Yields and GameStop Are Surging Again. Is That Bad for Stocks?

Stocks are sinking again this morning as yields continue to rise. The 10 Year Treasury Note yield now sits at 1.46%, just 0.04% shy of the much watched 1.50% level. According to quant fund Nomura, a 10Y yield of 1.50% would lead to “runaway shorting” in 10Y Treasury Note futures, driving yields higher and stocks lower.

And over the last few days, yield fears have contributed to several bearish a.m. trading sessions. By the afternoon, however, stocks ended up closing higher than where they opened each time. The Dow roared through the close yesterday, for example, beating both the S&P and Nasdaq Composite.

Will it happen again?

It certainly could, but only if the 10Y yield manages to stay below 1.50%. Yields are simply climbing too high, too fast, for investors to remain comfortable. A slow rise toward 1.50% wouldn’t have raised too many eyebrows.

But the 10Y yield is up 0.50% in only 3 months, measuring a 52% gain. It’s contributing to an already tense situation as stocks linger near their all-time highs.

“Inflationary signals, including a surge in commodity prices, are higher than we have seen in years,” explained Geir Lode, head of global equities at the international business of Federated Hermes.

“The prospect of a sooner-than-expected economic recovery has led to a surge in the U.S. 10-year yield.”

Making matters worse is another round of short squeezes. GameStop (NYSE: GME), Koss (NASDAQ: KOSS), AMC (NYSE: AMC), and Express (NYSE: EXPR) all exploded higher yesterday. Those gains are continuing this morning as short hedge funds stand to get hammered once more, having ironically gone short again on the stocks that just burned them earlier in the month.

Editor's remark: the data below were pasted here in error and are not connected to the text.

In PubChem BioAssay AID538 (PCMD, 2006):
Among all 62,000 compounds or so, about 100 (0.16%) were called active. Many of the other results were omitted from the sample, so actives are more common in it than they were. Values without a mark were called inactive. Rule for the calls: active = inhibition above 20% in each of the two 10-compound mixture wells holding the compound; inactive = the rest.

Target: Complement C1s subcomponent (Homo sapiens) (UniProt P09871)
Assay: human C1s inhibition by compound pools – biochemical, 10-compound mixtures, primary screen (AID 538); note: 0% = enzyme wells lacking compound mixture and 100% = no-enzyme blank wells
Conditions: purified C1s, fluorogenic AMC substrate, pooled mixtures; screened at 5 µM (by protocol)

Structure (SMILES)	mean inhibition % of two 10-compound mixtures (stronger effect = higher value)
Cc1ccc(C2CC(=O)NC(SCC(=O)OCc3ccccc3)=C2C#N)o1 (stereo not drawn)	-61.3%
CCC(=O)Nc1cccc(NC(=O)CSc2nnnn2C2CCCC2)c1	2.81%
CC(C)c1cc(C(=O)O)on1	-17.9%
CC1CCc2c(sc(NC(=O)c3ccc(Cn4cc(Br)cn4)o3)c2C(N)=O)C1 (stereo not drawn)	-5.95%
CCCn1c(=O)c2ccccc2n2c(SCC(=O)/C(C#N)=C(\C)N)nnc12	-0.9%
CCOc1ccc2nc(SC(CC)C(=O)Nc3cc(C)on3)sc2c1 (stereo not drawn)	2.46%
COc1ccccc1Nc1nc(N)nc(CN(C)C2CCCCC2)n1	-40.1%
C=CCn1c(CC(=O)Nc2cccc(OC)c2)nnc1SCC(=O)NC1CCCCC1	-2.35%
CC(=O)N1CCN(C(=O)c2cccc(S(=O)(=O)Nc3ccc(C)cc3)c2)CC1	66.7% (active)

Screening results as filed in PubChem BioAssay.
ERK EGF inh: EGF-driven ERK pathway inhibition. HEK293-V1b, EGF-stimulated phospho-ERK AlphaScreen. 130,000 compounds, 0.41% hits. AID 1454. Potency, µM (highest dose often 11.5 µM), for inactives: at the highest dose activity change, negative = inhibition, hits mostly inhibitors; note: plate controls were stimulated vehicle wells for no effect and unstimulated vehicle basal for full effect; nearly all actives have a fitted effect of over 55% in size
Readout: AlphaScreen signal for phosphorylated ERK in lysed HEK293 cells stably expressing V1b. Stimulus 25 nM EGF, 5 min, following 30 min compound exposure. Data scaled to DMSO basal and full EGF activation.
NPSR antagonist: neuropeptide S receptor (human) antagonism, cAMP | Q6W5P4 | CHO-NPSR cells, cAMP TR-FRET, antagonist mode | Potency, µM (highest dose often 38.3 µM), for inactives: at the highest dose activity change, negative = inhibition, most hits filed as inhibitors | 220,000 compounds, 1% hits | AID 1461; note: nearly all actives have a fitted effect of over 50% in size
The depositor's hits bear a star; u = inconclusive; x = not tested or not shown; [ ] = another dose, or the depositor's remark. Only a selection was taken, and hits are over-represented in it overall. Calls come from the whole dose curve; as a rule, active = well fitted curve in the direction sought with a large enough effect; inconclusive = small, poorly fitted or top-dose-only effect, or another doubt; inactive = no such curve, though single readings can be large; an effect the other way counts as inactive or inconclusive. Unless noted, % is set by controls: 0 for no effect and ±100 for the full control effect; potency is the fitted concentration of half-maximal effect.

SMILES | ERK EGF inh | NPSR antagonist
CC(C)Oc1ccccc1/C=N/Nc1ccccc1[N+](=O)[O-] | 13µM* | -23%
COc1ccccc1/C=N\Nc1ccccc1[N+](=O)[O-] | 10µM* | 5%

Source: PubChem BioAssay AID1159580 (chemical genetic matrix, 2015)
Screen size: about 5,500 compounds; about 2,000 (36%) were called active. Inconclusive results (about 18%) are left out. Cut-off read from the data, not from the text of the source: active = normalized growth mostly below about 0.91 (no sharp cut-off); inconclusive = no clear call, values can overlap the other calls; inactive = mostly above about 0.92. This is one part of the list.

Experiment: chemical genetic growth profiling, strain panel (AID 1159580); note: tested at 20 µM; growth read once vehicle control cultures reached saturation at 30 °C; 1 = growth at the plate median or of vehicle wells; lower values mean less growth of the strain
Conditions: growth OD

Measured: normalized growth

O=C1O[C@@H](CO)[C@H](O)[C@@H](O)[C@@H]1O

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“It’s really stupid to have a culture which encourages as much gambling in stocks by people who have the mindset of racetrack bettors,” said Charlie Munger, Warren Buffet’s long time business partner and “number two” at Berkshire Hathaway.

If GME soars again, it will be interesting to see whether the major brokers halt trading. The NYSE temporarily froze GME shares yesterday, but no halts were put into effect by the brokers themselves. Following the backlash from investors last time, it’s unlikely that Robinhood will interfere with its users in the event of another GME moonshot – something that seems almost inevitable if hype starts to build again.

“It’s a pretty risky play to try and buy now […] what we might [see] at the open of the cash market is some people trying to get in,” warned Oriano Lizza, premium sales trader at CMC Markets in Singapore.

Michael Hewson, also from CMC Markets, offered perhaps the most rational take on the current state of equities this morning.

“There are two clear stories now” Hewson said.

“You have the concerns about rising yields and they are continuing to move higher today, and then you have got an economic recovery story, which is helping lift the more moderately-valued parts of the market.”

As has been the case over the last few days, the growth-to-value rotation looks to be in full swing. Economic recovery hopes are going to lift the market’s more beleaguered sectors. The overachievers, and tech in particular, should endure a fall from grace in the meantime.

Even in the face of more stimulus, dovish monetary policy, and tumbling Covid totals.

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